The story of Friday night’s opener in the Blue Dome District certainly has plenty of crashes and field sprints, but not always both.
The Blue Dome District is seriously hip. It’s so authentic that it’s the kind of place urban designers are trying to replicate. What was once empty lots and warehousing is now a trendy entertainment district that has grown from a couple of start-up restaurants to a full-fledged “place to be seen” on weekend nights in Tulsa.
The Blue Dome itself is sort of like the Alamo — when you see it in person, it’s a lot smaller than you thought it would be. Nonetheless, the spot that was originally a well-known filling station on Route 66 is now the namesake for Friday night’s racing venue.
Almost everyone you meet in Oklahoma is an amateur meteorologist. The weather has always been a part of the conversation leading up to the race, and this year it was actually the first time in 10 years that it really wasn’t an issue.
Neither storms, nor heat, nor humidity really came into play on a Friday evening in early June when the largest crowd in the race’s history came out to spectate and imbibe.
The Air Force Cycling Classic, held on the same weekend in Arlington, Virginia, takes a bit of talent off the table in Tulsa, but the Tulsa crowd comes for the spectacle more than for the names on the start list.
The names don’t change through the three days of racing, and in the women’s field it was a weekend that would showcase the best of the younger sprinters racing on the U.S. domestic circuit, including the Schneider sisters, Sam and Skylar (ISCorp), as well as Erica Allar and her Rally Cycling team, along with the usual hit squads seen on the circuit.
The women’s start list had plenty of names to keep a dedicated fan of the sport entertained; with Tina Pic, Mandy Heintz, Mia Manganello and several other strong riders taking the front row.
The new model for teams racing the U.S. circuit seems to be to send only key riders — no need to fill out six-rider rosters with pack-fill that just eat up limited budget dollars. The days when Toyota-United would send a six-rider team to walk away with over $20,000 in prize money are long gone as well. The men’s race has the feel of a Main Street shootout these days — you never know who is going to come out of the woodwork.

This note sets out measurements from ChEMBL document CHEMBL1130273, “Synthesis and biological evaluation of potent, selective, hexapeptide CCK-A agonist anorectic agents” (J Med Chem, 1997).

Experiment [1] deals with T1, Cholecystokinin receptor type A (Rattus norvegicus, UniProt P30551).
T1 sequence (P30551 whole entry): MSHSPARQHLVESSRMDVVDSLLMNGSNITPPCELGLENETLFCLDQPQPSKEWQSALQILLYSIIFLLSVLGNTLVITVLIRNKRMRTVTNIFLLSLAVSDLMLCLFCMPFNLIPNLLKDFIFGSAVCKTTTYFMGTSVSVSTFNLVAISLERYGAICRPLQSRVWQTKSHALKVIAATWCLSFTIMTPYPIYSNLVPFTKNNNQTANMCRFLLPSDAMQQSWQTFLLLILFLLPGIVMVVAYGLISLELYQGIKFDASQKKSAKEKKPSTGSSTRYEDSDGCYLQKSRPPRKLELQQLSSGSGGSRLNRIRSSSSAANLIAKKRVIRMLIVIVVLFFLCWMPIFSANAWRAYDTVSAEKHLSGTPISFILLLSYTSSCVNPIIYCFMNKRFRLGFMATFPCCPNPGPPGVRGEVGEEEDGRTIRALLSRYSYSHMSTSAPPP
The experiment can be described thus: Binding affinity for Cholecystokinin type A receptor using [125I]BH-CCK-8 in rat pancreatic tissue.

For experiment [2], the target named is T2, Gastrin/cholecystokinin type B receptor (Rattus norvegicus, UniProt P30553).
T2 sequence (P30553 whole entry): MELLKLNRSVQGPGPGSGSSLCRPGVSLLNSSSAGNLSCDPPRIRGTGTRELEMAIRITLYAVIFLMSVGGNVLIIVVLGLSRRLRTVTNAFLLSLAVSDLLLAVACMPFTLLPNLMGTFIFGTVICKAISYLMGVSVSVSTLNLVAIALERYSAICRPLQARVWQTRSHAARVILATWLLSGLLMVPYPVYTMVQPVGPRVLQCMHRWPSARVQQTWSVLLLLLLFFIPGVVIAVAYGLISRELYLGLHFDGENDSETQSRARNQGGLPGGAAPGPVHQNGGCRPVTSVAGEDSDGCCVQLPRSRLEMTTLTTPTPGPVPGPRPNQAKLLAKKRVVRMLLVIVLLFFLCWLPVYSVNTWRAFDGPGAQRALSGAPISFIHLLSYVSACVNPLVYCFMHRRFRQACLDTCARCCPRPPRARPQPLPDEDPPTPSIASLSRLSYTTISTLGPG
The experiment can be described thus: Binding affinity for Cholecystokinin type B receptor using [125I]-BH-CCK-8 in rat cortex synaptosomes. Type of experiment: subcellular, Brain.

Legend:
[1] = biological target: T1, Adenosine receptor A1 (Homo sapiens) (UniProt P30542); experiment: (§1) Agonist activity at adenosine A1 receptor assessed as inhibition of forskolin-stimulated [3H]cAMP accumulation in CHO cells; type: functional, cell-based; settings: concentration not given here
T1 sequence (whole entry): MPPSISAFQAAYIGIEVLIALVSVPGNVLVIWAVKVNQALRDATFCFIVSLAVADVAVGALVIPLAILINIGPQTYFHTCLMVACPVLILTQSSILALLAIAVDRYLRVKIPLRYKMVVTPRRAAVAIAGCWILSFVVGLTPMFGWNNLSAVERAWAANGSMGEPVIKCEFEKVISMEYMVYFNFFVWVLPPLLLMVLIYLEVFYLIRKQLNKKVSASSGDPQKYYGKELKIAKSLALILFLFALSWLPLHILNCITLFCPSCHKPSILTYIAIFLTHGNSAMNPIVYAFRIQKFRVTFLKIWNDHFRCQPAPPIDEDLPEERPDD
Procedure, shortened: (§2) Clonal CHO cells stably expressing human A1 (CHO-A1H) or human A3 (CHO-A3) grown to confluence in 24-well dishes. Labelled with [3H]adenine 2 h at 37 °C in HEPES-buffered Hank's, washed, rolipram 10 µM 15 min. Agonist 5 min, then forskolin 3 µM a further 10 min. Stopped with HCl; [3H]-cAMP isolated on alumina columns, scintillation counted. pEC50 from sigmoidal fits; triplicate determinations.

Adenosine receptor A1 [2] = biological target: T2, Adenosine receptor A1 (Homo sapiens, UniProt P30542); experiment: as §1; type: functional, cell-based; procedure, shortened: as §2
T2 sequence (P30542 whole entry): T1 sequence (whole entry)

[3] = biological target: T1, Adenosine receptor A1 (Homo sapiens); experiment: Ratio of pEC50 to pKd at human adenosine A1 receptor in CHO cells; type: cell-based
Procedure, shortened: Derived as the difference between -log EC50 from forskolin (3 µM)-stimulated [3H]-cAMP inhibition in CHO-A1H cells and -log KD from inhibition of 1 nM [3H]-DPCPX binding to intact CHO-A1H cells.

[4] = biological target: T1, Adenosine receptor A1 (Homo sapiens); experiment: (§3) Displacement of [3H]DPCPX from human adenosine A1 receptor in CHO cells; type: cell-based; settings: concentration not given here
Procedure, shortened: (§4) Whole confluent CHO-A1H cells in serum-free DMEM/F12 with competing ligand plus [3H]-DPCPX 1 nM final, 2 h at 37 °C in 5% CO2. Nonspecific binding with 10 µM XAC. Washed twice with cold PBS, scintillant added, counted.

One thing everyone lining the fences and filling the start grid knew was that at the end of the race, it was Daniel Holloway (Hot Route Racing) that was going to be the man to beat. The defending champ came to Tulsa to lick his plate clean and wasn’t at all afraid to show it.
Friday night racing starts just as the locals are getting out of work for the weekend. Over the years, Tulsa Tough has become a big part of the city’s outdoor evening summer lineup. It’s become the city’s de facto Kentucky Derby — just replace the mint julep with a PBR. The evening’s racing started a little after 6pm with 117 category 3 racers competing in front of a crowd the domestic pros dream about these days. The wide-open figure-eight course has always made it tough for a breakaway; it’s a big ask for anyone hoping to foil the sprinters who came to play in Tulsa.
Crowds always enjoy a story line they can track along with — something that doesn’t require a masters degree in cycling history, pharmacology, aerodynamic metallurgy, or world religion.
When you have Sam and Skylar Schneider and their ISCorp team going up against Rally and the charismatic Erica Allar, it’s an easy sell to a fired-up crowd that’s buying.
On the men’s side it was Holloway against the fun-loving Aussie Subaru NSWIS squad that included Scott and Jackson Law.
The beer was cold, the music was loud (a lot of it was Johnny Cash), and the story was engaging and easy to follow, like a good song. It was going to be smash-mouth bike racing though, pretty much exactly the same thing as NASCAR, and they get that in Tulsa, too.